Concern about the possibility of broader war in the Middle East grew Monday after reported airstrikes on Syrian military installations.
The reported strikes killed 42 Syrian soldiers, the opposition Syrian Observatory for Human Rights said Monday, citing medical sources. It said 100 people remained missing.
The Syrian government warned Sunday's apparent strikes -- which followed one last week that Syria also blames on Israel -- "opens the door wide for all the possibilities."
Syrian ally Iran warned of a "crushing response" while Russia called reports of Israeli involvement "very worrying."
But an Israeli general who commands forces on the Syrian border said "there are no winds of war," according to the Israel Defense Forces website.
The heightened tensions come amid questions over possible chemical weapon use in Syria and international debate over how to respond to the country's bloody civil war, in which more than 70,000 people have died in more than two years of fighting.
On Monday, a U.N. official spoke of strong suspicions that rebels, not Syrian government forces, have used chemical weapons.
Details of reported strikes
Syria claimed Israeli missiles struck at its military facilities on Sunday.
According to the state-run SANA news agency, Israeli missiles struck a research center in Jamraya, a facility in Maysaloun and what the news agency described as a "paragliding airport" near Damascus.
"The Israeli terrorist aggressions on the Syrian territories have left no room for hesitation, weakness, self-dissociation or silence as Syria would not forgive us all if we hesitated in defending it," SANA reported Syrian Prime Minister Wael al-Halqi as saying.
The blasts prompted terrified residents nearby to run for cover.
"Everything kept exploding over and over again," said Anna Deeb, whose family lives just over a mile away. "We could hear gunshots, we could hear people screaming. ... We didn't know what to do, and there was a problem with us breathing because the smoke was too much."
Syria says the attack followed another Israeli airstrike late last week.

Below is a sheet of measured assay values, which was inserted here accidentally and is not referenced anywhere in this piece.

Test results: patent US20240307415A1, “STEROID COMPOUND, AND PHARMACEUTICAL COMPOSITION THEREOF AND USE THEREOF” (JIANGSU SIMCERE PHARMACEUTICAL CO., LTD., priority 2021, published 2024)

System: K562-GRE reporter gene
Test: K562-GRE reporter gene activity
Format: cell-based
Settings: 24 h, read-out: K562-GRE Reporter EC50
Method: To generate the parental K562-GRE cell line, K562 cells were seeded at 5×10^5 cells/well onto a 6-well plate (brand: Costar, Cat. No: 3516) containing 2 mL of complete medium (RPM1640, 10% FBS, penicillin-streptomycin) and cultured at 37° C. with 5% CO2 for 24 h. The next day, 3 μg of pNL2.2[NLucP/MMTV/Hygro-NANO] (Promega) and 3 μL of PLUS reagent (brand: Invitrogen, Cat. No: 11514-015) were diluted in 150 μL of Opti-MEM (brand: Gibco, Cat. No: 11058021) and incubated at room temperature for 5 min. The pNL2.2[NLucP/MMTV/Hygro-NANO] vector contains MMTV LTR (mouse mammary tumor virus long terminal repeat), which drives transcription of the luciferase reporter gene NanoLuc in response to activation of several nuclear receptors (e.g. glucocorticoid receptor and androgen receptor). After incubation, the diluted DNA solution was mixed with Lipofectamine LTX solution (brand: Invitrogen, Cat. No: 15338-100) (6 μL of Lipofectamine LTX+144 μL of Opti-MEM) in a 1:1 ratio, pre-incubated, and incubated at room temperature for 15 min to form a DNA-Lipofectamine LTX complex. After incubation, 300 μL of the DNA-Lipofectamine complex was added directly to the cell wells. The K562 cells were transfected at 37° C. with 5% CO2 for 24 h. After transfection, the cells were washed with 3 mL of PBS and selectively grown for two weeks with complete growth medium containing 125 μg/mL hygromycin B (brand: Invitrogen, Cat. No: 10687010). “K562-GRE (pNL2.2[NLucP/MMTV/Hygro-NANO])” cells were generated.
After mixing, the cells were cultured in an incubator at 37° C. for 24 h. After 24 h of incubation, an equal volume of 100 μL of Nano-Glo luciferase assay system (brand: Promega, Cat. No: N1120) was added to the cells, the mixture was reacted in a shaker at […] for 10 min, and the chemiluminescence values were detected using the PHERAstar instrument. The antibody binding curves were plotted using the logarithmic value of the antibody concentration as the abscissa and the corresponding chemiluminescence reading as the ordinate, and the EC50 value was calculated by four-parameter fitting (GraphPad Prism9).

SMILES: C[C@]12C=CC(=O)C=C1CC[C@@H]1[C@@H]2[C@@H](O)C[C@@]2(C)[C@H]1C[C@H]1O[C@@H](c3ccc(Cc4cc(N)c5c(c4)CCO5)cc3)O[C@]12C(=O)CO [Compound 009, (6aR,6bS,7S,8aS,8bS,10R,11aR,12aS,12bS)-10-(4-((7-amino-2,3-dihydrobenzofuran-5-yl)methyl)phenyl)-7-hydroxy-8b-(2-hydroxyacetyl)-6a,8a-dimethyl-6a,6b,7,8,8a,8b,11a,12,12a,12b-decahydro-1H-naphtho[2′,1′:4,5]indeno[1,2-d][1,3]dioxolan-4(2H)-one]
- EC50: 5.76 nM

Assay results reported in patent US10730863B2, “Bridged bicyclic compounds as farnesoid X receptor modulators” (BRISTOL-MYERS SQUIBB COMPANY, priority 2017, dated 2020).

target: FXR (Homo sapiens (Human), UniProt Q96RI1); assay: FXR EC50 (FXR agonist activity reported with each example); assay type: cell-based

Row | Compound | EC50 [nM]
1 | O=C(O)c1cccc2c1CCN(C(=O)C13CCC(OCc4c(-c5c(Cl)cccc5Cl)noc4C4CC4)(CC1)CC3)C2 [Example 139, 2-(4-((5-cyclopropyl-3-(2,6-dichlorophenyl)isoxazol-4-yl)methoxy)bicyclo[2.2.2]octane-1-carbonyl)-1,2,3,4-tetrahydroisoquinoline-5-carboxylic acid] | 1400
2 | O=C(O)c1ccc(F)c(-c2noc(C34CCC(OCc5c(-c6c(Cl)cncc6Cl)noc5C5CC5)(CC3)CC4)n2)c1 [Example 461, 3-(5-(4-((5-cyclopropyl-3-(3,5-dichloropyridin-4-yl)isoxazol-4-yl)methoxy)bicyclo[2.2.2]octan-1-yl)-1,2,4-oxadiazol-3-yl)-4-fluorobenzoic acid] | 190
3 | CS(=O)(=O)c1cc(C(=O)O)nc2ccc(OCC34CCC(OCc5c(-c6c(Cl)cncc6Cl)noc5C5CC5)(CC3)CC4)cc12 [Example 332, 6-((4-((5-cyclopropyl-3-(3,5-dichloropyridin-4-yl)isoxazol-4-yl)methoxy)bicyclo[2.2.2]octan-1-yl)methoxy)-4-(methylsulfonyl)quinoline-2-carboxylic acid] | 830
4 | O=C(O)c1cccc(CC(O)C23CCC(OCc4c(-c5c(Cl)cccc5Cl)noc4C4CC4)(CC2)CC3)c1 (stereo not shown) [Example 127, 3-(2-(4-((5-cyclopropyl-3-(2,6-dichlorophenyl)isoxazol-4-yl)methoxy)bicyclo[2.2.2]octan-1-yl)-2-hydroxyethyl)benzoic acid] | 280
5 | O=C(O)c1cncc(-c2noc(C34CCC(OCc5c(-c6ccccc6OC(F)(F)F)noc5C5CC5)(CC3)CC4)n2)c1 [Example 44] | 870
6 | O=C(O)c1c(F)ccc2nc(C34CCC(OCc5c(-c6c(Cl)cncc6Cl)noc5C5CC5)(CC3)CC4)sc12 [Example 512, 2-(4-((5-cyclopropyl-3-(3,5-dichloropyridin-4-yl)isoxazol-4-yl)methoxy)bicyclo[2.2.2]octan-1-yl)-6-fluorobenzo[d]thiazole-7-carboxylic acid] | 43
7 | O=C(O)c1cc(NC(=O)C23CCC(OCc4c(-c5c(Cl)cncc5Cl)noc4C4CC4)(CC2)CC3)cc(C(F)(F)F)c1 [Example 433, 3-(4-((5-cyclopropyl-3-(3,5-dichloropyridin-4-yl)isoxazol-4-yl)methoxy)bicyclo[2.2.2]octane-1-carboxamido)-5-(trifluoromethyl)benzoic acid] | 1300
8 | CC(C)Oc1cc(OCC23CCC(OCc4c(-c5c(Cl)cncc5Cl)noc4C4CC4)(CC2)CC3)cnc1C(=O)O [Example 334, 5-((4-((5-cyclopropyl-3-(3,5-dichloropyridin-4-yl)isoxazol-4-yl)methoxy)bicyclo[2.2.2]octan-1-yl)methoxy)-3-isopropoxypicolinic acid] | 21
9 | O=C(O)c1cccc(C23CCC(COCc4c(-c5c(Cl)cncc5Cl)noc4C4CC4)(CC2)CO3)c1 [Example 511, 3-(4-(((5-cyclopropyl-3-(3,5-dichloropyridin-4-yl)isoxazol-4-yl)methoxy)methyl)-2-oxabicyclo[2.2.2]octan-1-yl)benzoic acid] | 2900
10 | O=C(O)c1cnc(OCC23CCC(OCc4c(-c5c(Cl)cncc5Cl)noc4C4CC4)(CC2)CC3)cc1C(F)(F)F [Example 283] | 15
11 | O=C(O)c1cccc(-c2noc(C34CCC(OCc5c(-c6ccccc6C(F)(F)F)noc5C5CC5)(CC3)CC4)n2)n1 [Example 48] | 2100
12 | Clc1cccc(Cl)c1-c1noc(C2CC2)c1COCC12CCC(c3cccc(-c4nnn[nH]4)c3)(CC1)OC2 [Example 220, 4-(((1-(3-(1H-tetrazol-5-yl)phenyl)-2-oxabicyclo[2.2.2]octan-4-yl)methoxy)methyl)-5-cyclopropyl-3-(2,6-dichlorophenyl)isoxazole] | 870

Israel has not confirmed or denied that its forces were involved in any attacks inside Syria, but a U.S. official told CNN's Barbara Starr on Monday that Israeli forces conducted Sunday's strike, as well as one last week.
Sunday's strike targeted a research facility in a mountainous area near Damascus and weapons that were to be transferred to Hezbollah, according to the source.
The earlier strike, which U.S. officials had previously said happened Thursday or Friday, targeted Fateh 110 missiles stored at the Damascus airport, the source said.
SANA reported that the allegation of weapons transfers was false.
And Syrian Deputy Foreign Minister Faisal al-Mekdad told CNN the attacks amount to a declaration of war by Israel.
"The details are not clear on what happened," al-Mekdad told CNN. "Did they fire missiles? ... It is not clear for me, because I don't know how it happened, and of course it is worrying, but Israel will suffer the same."
While Israel has not acknowledged responsibility for the attacks, the country has long said it would target any transfer of weapons to Hezbollah or other terrorist groups.
"We are watching everything when it comes to the movement of these types of weapons. We have the means to do that," a senior Israeli defense official told CNN's Sara Sidner on Sunday. The official is not authorized to speak to the media.
Shaul Mofaz, a lawmaker in Israel's Knesset, told Israeli Army Radio on Sunday that Israel isn't meddling with Syria's civil war. But Israel must protect itself from Lebanese militants, he said.
"For Israel, it is very important that the front group for Iran, which is in Lebanon, needs to be stopped," Mofaz said.